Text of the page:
Fourteen days, twelve hours, and 19 minutes.
She feels each tick of the clock in the marrow of her bones,
As a child she measured time by sunshine and streetlights--
hopscotch, swimming, and bicycles inexorably giving way to
warm baths, cotton nightgowns, and bedtime stories.
As Mulder's partner she tracked days by casefiles--flights and hotel
rooms, 302s and expense reports. Receipts, vouchers, rental cars
and greasy spoon diners. Frustration and elation.
For the past year and a half, her world moved to the beat of the life
grown inside her. Morning sickness and tender breasts, swollen
ankles and the ever-increasing arc of her belly melted into hungry
nuzzles and drooling smiles, chubby fists clutching her hair and
gurgling chuckles in her ear.
Now she measures time by a silent infant monitor. The emptiness
of her arms and the fading scents of talcum powder and warm baby
Fourteen days, twelve hours, and twenty-four minutes.
The William-shaped wound in her heart will never heal.
Each day it seems she finds new ways to punish herself. Last
Tuesday she parked across from the neighborhood daycare facility,
watching apple-cheeked toddlers engaged in a boisterous game of
Duck, Duck, Goose until she could no longer see past the veil of
her own tears.
Yesterday she drifted, wraith-like, through the infant section at
Saks, fingering tiny overalls and baseball caps, shirts patterned
with trucks and miniature running shoes.
Today, Mother's Day, she's saved the best for last.
Attempts to speak with her own mother have been rebuffed by an
answering machine and a wall of bitter anger and recrimination.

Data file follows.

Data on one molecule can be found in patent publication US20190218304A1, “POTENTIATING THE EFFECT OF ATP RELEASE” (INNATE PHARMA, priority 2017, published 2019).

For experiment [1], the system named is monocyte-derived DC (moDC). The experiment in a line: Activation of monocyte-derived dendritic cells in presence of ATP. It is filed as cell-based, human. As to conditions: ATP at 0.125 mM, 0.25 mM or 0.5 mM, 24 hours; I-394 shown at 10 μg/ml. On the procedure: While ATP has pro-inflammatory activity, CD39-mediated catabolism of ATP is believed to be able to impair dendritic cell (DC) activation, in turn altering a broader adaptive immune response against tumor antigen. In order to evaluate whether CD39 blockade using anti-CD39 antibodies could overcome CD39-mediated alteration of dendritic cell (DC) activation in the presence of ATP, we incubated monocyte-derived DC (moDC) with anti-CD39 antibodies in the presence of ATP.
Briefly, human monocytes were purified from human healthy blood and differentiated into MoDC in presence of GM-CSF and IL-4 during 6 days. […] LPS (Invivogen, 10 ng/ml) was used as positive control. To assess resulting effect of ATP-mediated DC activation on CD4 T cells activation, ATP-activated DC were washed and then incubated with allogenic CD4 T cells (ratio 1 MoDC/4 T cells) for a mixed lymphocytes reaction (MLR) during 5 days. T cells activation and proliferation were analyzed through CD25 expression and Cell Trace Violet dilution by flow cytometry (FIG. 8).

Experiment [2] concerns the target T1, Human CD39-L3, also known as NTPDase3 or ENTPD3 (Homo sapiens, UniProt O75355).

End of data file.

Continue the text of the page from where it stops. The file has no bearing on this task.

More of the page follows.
She will never forget the expression on Maggie's face as she
haltingly, brokenly confessed to giving up her child. It is not the
bewildered horror that haunts her--she expected no less. But the
flash of disgust, fleeting and quickly tucked away, invades her
She pauses in the doorway, a large cardboard box propped on one
hip, and grants herself a moment's indulgence. Remembering how
the crown of his little pumpkin head would pop up, peeking over
the crib bumper when she walked into the room. The almost
gleeful excitement, waving arms and kicking legs, she could
provoke by simply leaning over the rail and smiling into his wide
blue eyes. The soft cooing babyspeak as he talked himself to sleep
or greeted a new day.
The pain is a part of her now, as much a defining characteristic as
the color of her hair or eyes. She accepts it; embraces it.
Two attempts at motherhood, both failed. One dead child and
A slow, deep breath, squared shoulders, and she sets to work. One
by one, drawers are emptied, their contents transferred to the box.
Small cotton tee shirts and footed sleepers. Soft pastel blankets and
terrycloth bibs. A yellow duckie, its orange beak dented from
enthusiastic baby gums. Tiny nail clippers and plastic teething
rings. Her swift, efficient packing gradually slows and she begins
to linger, each item more difficult to part from loving fingers.
By the time she reaches the crib her nose has turned pink and
stuffy, her throat raw from containing the sobs that even now she
won't permit release. The sheets, stripped and washed, have
already found their way into the box. She carefully lifts out the
mattress and sets it aside, tugging a screwdriver from the back
pocket of her jeans.
The object, now visible through the springs, catches her eye, and
she stills. She crouches and pulls it from beneath the crib with
trembling fingers while another piece of her heart cracks and falls
away. Cradling the sphere to her chest, she remembers...
"A basketball, Mulder?"
"The game of champions, Scully. Chamberlain. Jordan. Shaq. A
manly contest of athletic prowess and skill. Every red-blooded
American boy needs to learn the game."
"He's barely 24 hours old."
"I'll bring him along slowly. Besides, haven't you heard? All babies
are natural dribblers."
She drops to her knees and rocks, cradling the ball in her arms as
she once cradled their son. "What have I done? Oh, God, Mulder--
what have I done?"
Her life is fragmented, broken pieces cobbled together in a
desperate effort to make a whole. A once-bright career that brought
disillusionment, sorrow, and death. A man she loves more than her
own life, though they cannot be together. A child--the answer to